Part of a typical song, that are now also sung even at weddings, includes:
“we need the country to be equal
we need a new Sudan to be democratic
we need free education
we need free health
we need new infrastructure
Bashir, we do not want you anymore”
International backers of Bashir
Yet Sudan is the 3rd largest country in Africa, which has great resources which could feed the population and develop the economy. Instead Bashir and his international backers have destroyed Sudan.
In October last year the US announced that it would be lifting sanctions, stating that Sudan had begun addressing its concerns about terrorism. Earlier in the year Saudi Arabia agreed to a five year oil deal in exchange for Sudanese troops to support the Saudi-backed government in the Yemen[iii]. The UK Tory government has also sent representatives in the last two years to deepen trade relations with Bashir, including the then Foreign Minister Boris Johnson.
So, behind the Sudanese genocide are also the governments of the US and Europe including Britain and France who sell weapons and militarily advise Saudi Arabia. That Bashir deals with Saudi Arabia in arms means that no government in the West can be under any illusions about his regime. The USA, UK and France sell weapons to the Saudi government and send military advisers to help in their use including in the genocide in Yemen.
They are able to do all of these things and yet nothing is done to arrest Bashir and take him to the International Criminal Court where he has been charged with genocide. His recent travel included a meeting with Assad in Syria to which he travelled in a Russian plane, as economic ties increase with Russia.
International solidarity action
The national wide uprising has been supported across the world by demonstrations in the UK in London, Cardiff, Manchester, Liverpool and Leicester. In France in Paris, Lyon and Marseille. And also, in the Netherlands, Norway and the US, in New York.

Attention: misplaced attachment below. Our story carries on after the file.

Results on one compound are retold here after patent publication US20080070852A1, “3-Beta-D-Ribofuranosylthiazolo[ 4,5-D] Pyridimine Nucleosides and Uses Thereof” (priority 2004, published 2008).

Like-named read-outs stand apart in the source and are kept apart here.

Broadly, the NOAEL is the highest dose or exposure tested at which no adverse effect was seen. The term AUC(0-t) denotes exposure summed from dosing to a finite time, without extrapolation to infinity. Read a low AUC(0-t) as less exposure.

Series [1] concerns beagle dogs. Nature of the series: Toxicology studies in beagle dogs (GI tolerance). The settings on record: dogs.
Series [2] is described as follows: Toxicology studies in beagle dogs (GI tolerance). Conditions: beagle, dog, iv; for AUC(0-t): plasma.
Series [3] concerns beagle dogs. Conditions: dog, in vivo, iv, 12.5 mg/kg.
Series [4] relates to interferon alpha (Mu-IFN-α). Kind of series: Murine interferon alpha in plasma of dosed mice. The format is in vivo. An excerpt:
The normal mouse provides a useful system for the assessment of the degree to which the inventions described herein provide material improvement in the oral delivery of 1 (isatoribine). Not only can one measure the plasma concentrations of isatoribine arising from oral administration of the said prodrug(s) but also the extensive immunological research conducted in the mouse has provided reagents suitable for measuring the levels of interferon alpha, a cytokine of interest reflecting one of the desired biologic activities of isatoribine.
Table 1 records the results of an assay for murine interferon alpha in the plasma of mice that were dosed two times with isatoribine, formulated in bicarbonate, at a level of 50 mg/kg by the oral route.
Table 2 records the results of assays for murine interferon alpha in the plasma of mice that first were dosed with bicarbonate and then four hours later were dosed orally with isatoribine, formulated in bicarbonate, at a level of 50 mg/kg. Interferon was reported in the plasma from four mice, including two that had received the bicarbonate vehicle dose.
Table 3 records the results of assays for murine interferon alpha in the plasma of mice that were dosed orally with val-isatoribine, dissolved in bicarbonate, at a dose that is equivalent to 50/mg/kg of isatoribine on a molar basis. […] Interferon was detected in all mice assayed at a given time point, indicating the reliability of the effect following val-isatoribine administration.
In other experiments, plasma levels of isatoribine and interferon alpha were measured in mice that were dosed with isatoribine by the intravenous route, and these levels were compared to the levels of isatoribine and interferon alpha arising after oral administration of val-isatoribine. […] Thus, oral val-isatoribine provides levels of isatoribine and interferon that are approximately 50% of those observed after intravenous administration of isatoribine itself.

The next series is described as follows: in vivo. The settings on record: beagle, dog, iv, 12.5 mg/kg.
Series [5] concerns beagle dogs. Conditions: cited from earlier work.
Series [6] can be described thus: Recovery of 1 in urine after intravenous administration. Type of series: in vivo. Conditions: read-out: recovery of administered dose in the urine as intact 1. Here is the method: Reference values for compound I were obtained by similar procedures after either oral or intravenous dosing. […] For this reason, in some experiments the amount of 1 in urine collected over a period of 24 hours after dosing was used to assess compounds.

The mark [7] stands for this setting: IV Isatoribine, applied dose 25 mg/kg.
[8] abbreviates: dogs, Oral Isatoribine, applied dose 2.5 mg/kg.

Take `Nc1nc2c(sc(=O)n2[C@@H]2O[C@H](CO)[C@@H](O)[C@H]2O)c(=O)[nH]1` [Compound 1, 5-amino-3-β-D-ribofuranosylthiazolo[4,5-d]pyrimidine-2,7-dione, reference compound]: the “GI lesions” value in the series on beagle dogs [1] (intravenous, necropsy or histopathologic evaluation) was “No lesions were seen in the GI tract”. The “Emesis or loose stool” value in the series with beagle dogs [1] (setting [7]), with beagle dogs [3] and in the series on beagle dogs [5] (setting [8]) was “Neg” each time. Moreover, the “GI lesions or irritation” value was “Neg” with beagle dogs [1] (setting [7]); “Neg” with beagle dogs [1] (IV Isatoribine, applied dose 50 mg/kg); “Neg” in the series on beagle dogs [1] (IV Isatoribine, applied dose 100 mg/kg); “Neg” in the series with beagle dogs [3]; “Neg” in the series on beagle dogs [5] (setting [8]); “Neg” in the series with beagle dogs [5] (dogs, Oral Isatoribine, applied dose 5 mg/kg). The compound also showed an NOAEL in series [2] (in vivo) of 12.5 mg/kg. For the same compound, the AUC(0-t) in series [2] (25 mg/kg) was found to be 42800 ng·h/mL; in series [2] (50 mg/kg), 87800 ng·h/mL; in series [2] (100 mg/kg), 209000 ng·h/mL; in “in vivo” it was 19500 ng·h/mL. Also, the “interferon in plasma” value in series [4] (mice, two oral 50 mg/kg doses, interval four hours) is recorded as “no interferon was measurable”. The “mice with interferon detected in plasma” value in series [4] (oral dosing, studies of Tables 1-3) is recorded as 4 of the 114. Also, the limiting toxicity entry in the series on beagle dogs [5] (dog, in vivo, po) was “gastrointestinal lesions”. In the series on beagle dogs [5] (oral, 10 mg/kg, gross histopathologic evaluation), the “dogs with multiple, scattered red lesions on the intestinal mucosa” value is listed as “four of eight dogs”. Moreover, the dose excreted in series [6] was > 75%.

We must support the Sudanese uprising and the refugees in the UK with acts of solidarity and support. We call on all trade unions and community organisations fighting for justice to support the Sudanese demonstrations against the government.
We salute the millions of Sudanese who are determined to get rid of Omar Al-Bashir and his regime including the countless refugees who are forced to live in many other countries. We thank especially the fighters and refugees who presented information contained in this article.
We call on the trade union and social movement in the UK (and the world) to show solidarity with the Sudanese uprising:
- Support their demonstrations
- Stop UK government and business trade and aid with Sudan (aid is used to buy weapons)
- End all weapons sales to Saudi Arabia and all trade with Sudan until the government falls.
- Stop the EU “refugee solution” that includes millions of pounds for Sudanese government detention camps.
- Omar Al-Bashir must be tried at the International Criminal Court
[i] Ruth Maclean, 30 December Guardian.